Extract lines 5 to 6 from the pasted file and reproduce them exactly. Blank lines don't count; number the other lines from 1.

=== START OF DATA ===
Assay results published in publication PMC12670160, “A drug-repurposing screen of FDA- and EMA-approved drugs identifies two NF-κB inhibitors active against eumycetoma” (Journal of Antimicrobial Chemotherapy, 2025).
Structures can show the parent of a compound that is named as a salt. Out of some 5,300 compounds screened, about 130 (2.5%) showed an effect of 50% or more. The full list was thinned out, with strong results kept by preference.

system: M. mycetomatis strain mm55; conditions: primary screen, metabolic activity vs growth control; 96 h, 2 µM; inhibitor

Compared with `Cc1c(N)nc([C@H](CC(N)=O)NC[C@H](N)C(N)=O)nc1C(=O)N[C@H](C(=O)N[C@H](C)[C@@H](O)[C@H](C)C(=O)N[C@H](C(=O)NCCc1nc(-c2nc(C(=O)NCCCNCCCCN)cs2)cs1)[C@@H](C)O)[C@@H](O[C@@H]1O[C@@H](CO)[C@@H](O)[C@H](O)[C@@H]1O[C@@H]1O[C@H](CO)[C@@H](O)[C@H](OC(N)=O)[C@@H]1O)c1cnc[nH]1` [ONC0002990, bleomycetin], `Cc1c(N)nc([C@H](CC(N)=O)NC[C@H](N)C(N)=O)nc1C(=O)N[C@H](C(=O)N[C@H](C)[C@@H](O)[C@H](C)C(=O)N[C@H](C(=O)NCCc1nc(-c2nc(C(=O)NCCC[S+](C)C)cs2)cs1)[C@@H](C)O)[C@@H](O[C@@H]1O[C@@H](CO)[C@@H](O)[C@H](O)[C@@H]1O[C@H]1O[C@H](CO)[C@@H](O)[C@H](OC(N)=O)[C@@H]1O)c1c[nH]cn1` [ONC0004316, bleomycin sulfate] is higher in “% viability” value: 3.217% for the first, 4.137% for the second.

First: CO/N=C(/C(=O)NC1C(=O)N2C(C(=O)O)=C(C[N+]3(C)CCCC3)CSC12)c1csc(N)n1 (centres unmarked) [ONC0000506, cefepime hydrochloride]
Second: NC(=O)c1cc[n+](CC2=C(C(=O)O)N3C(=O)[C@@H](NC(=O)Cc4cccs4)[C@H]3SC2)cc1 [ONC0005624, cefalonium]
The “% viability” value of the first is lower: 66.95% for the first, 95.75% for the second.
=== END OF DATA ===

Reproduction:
First: CO/N=C(/C(=O)NC1C(=O)N2C(C(=O)O)=C(C[N+]3(C)CCCC3)CSC12)c1csc(N)n1 (centres unmarked) [ONC0000506, cefepime hydrochloride]
Second: NC(=O)c1cc[n+](CC2=C(C(=O)O)N3C(=O)[C@@H](NC(=O)Cc4cccs4)[C@H]3SC2)cc1 [ONC0005624, cefalonium]